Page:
Geoffrey Hill returns home: Feb 14 2004

Words’ Series, Bromsgrove, Worcestershire

Review by John Allcock: February 13 2004

Now 72, the poet described as ‘the most enigmatic’ and the ‘greatest English’ returns to his home ground
How does a poet cope, whose critics have frequently used phrases like densely allusive’, crabbed density, compressed and elliptical’ to describe his life’s work? Remarkably cheerfully, if Geoffrey Hill is anything to go by. Returning to his native Bromsgrove at the age of 72, the man who has been described as the most enigmatic’ as well as greatest’ poet in England entertained (yes, that is the right word) a large, local and appreciative audience with his reminiscences of Goldengrove’ as he calls the remembered location of his youth, and read poems inspired by the Worcestershire countryside.

Inevitably, comparisons with A E Housman, another Bromsgrove poet, sprang to mind but, stylistically at any rate, these were soon dismissed. However, a shared love of this midland shire and its neighbours, Herefordshire and Shropshire, was clearly discernible. Indeed, the Housman Society has recently published a selection entitled Three Bromsgrove Poets [1] (the third being Molly Holden, a local poet and broadcaster who sadly died of MS), to which Hill has contributed his own personally chosen poems, some of which he read.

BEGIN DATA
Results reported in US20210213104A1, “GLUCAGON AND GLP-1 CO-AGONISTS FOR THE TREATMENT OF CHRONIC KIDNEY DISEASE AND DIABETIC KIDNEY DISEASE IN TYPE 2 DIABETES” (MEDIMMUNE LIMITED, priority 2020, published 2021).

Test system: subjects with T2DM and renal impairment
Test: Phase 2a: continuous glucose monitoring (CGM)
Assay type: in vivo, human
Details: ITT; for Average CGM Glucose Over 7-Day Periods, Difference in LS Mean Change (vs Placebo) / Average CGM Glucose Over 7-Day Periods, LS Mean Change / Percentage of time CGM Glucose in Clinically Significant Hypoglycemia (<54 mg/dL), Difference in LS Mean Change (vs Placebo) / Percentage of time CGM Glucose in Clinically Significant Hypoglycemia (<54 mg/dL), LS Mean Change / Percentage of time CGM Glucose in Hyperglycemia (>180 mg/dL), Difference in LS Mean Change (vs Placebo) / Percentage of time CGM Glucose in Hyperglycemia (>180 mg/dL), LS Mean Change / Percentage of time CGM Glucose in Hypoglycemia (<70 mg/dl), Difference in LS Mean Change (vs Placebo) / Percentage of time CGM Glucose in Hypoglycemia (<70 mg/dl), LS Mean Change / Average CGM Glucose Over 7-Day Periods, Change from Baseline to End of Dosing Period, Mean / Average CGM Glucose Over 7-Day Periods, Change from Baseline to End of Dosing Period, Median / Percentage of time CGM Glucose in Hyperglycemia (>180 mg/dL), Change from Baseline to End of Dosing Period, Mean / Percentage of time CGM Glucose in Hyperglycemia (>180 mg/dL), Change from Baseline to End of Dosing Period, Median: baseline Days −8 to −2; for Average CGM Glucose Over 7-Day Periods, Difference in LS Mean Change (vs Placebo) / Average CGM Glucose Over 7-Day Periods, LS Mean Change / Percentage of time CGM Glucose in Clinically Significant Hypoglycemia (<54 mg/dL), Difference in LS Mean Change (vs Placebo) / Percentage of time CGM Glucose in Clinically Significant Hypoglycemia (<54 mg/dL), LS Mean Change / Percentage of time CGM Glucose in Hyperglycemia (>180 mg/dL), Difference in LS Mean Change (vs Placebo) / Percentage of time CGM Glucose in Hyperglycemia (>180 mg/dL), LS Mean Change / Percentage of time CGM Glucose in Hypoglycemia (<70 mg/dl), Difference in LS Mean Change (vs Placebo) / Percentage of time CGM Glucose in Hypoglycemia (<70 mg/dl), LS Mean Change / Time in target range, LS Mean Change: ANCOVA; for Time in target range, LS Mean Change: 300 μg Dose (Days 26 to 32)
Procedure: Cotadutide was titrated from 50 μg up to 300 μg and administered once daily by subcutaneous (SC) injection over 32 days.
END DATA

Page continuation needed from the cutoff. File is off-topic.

Classical and biblical influences abound, as in poems he chose to read from Canaan [2], as well as a particular significance with which he endows Offa, the builder of the famous dyke between England and Wales, who becomes a brooding spirit in the Mercian Hymns [3]. Local references help to set the scene Romsley, Walton, Burcot and his own village of Fairfield for those in the know – and he showed particular skill at compressing present with past: Offa becomes overlord of the M5′ while the 9thC boy-martyr Kenelm rides a bicycle and has a love of toffee (it helps to know that the Bluebird factory lies near to a church dedicated to him). There is a serious and caring tone underlying these juxtapositions, however, and the reference to Kenelm is contained in two of his Triumph of Love’ poems [4], one of which describes the huge silent whumphs / of flame-shadow’ as the young Hill watches distant Coventry burning in 1940.

There was much to enjoy in this reading, the aging academic from Boston University giving way to the eager, observant country schoolboy before our eyes. The only problem would seem to be that the reader who still finds Hill’s poetry dense’ or elliptical’ needs the poet alongside which raises an interesting question about the independence of the written word.

[1] Robin Shaw, Three Bromsgrove Poets, Housman Society 2003
[2] Geoffrey Hill, Canaan, Penguin Books 1996
[3] Geoffrey Hill, Collected Poems, Penguin Books1985
[4] Geoffrey Hill, The Triumph Of Love, Penguin Books 1999

2004-02-18 14:07:53

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